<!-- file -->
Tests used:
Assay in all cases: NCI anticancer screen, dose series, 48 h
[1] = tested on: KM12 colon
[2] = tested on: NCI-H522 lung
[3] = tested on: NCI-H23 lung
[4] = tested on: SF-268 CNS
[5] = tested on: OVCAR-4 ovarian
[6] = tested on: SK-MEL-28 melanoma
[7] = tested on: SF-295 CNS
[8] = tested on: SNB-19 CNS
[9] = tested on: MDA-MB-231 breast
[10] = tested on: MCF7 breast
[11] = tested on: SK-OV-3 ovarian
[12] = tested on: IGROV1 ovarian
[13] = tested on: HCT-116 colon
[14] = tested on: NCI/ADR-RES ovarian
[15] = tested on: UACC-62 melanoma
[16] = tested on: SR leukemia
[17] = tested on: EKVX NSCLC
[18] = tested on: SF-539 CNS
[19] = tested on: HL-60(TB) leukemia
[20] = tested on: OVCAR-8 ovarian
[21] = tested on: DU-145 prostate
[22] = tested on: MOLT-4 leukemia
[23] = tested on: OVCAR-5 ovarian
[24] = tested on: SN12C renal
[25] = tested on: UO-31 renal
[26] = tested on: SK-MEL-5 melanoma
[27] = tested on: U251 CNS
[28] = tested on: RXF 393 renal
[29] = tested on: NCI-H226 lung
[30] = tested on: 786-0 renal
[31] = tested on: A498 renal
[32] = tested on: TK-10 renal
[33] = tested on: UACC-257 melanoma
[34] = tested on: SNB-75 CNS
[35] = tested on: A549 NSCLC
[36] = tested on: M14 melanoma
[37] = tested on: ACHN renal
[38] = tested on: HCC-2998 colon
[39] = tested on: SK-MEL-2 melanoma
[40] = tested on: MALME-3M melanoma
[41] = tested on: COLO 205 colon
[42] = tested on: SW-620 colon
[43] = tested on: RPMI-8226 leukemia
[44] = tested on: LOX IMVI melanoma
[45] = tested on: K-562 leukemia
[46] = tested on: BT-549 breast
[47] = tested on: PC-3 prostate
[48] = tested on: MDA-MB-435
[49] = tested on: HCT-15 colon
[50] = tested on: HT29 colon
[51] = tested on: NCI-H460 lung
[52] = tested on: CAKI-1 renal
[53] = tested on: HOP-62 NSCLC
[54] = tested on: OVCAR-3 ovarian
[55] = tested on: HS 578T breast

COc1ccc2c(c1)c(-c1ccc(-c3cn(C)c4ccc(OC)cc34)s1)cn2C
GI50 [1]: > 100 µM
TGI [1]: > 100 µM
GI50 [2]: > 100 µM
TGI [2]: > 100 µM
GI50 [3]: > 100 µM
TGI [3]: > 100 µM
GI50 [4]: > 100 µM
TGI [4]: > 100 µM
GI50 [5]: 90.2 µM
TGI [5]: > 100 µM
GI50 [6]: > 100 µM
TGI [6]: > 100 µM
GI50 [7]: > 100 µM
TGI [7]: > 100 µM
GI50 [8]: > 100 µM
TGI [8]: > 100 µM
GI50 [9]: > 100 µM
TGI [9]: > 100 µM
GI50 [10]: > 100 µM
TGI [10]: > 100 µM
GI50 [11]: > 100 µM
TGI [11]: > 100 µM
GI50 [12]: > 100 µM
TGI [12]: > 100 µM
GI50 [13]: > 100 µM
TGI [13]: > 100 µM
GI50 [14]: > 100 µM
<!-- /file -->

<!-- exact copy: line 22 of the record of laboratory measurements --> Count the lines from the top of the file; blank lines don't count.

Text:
[20] = tested on: OVCAR-8 ovarian